NASA Technical Reports Server (NTRS)

    Decker, Harry J.

    2002-01-01

    Health and Usage Monitoring System research and development involves analysis of the vibration signals produced by a gearbox throughout its life. There are two major advantages of knowing the actual lifetime of a gearbox component: safety and cost. In this report, a technique is proposed to help extract the critical data and present it in a manner that can be easy to understand. The key feature of the technique is to make it independent of speed, torque and prior history for localized, single tooth damage such as gear cracks. This extraction technique is demonstrated on two sets of digitized vibration data from cracked spur gears. Standard vibration diagnostic parameters are calculated and presented for comparison. Several new detection algorithms are also presented. The results of this study indicate that crack detection methods examined are not robust or repeatable. The proposed techniques provide a limited improvement to existing diagnostic parameters. Current techniques show that the cracks progressed at a much faster rate than anticipated which reduced available time for detection.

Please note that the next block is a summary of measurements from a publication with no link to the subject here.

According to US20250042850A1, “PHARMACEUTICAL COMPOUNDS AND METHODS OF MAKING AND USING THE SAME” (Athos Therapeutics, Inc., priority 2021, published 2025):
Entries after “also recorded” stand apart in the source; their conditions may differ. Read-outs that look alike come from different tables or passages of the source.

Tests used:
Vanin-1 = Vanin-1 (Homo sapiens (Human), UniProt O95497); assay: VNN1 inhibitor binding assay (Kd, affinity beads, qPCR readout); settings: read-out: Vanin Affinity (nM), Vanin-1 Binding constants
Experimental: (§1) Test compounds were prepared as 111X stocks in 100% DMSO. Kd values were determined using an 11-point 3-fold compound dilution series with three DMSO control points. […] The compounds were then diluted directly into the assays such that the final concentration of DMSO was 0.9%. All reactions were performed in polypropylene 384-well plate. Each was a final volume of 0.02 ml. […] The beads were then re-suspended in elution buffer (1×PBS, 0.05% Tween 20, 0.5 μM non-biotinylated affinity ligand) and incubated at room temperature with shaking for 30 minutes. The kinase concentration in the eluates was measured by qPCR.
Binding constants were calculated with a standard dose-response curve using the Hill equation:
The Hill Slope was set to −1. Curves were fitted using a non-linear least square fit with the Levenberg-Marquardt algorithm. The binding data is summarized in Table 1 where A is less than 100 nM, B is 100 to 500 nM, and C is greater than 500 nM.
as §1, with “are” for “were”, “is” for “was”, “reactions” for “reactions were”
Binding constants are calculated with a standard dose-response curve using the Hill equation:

17. Application of fault detection techniques to spiral bevel gear fatigue data

    NASA Technical Reports Server (NTRS)

    Zakrajsek, James J.; Handschuh, Robert F.; Decker, Harry J.

    1994-01-01